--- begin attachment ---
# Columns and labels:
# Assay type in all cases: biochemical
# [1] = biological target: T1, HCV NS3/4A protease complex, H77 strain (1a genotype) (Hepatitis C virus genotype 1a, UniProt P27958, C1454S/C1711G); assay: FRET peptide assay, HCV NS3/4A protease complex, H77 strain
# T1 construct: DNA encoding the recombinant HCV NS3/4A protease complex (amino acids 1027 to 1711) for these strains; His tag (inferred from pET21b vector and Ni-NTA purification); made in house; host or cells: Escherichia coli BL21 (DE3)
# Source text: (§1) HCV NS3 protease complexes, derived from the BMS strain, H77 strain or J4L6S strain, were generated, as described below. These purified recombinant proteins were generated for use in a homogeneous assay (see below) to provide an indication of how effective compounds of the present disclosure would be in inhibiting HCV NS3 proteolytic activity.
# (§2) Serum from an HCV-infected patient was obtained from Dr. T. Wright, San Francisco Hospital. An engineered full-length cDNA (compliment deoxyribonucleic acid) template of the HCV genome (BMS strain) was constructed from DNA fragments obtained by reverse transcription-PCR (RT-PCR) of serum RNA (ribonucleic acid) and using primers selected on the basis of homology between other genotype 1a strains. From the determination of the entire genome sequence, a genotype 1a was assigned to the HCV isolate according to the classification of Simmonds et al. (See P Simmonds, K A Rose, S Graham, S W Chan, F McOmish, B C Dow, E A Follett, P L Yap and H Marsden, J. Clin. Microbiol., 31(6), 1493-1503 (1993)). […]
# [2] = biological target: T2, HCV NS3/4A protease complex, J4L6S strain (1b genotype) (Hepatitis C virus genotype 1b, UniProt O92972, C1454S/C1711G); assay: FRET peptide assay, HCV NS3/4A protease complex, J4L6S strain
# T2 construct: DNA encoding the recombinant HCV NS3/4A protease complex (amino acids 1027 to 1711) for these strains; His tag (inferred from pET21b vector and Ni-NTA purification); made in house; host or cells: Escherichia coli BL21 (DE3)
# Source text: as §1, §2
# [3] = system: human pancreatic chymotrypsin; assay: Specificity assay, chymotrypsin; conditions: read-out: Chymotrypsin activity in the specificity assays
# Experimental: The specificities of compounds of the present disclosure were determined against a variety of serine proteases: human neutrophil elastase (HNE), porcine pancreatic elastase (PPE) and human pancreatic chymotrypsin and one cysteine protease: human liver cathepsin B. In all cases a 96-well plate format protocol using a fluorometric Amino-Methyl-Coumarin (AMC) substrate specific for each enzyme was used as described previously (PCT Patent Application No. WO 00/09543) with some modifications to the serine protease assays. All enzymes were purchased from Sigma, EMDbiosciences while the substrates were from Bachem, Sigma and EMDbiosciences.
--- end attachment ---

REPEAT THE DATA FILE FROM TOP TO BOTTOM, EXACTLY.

# Columns and labels:
# Assay type in all cases: biochemical
# [1] = biological target: T1, HCV NS3/4A protease complex, H77 strain (1a genotype) (Hepatitis C virus genotype 1a, UniProt P27958, C1454S/C1711G); assay: FRET peptide assay, HCV NS3/4A protease complex, H77 strain
# T1 construct: DNA encoding the recombinant HCV NS3/4A protease complex (amino acids 1027 to 1711) for these strains; His tag (inferred from pET21b vector and Ni-NTA purification); made in house; host or cells: Escherichia coli BL21 (DE3)
# Source text: (§1) HCV NS3 protease complexes, derived from the BMS strain, H77 strain or J4L6S strain, were generated, as described below. These purified recombinant proteins were generated for use in a homogeneous assay (see below) to provide an indication of how effective compounds of the present disclosure would be in inhibiting HCV NS3 proteolytic activity.
# (§2) Serum from an HCV-infected patient was obtained from Dr. T. Wright, San Francisco Hospital. An engineered full-length cDNA (compliment deoxyribonucleic acid) template of the HCV genome (BMS strain) was constructed from DNA fragments obtained by reverse transcription-PCR (RT-PCR) of serum RNA (ribonucleic acid) and using primers selected on the basis of homology between other genotype 1a strains. From the determination of the entire genome sequence, a genotype 1a was assigned to the HCV isolate according to the classification of Simmonds et al. (See P Simmonds, K A Rose, S Graham, S W Chan, F McOmish, B C Dow, E A Follett, P L Yap and H Marsden, J. Clin. Microbiol., 31(6), 1493-1503 (1993)). […]
# [2] = biological target: T2, HCV NS3/4A protease complex, J4L6S strain (1b genotype) (Hepatitis C virus genotype 1b, UniProt O92972, C1454S/C1711G); assay: FRET peptide assay, HCV NS3/4A protease complex, J4L6S strain
# T2 construct: DNA encoding the recombinant HCV NS3/4A protease complex (amino acids 1027 to 1711) for these strains; His tag (inferred from pET21b vector and Ni-NTA purification); made in house; host or cells: Escherichia coli BL21 (DE3)
# Source text: as §1, §2
# [3] = system: human pancreatic chymotrypsin; assay: Specificity assay, chymotrypsin; conditions: read-out: Chymotrypsin activity in the specificity assays
# Experimental: The specificities of compounds of the present disclosure were determined against a variety of serine proteases: human neutrophil elastase (HNE), porcine pancreatic elastase (PPE) and human pancreatic chymotrypsin and one cysteine protease: human liver cathepsin B. In all cases a 96-well plate format protocol using a fluorometric Amino-Methyl-Coumarin (AMC) substrate specific for each enzyme was used as described previously (PCT Patent Application No. WO 00/09543) with some modifications to the serine protease assays. All enzymes were purchased from Sigma, EMDbiosciences while the substrates were from Bachem, Sigma and EMDbiosciences.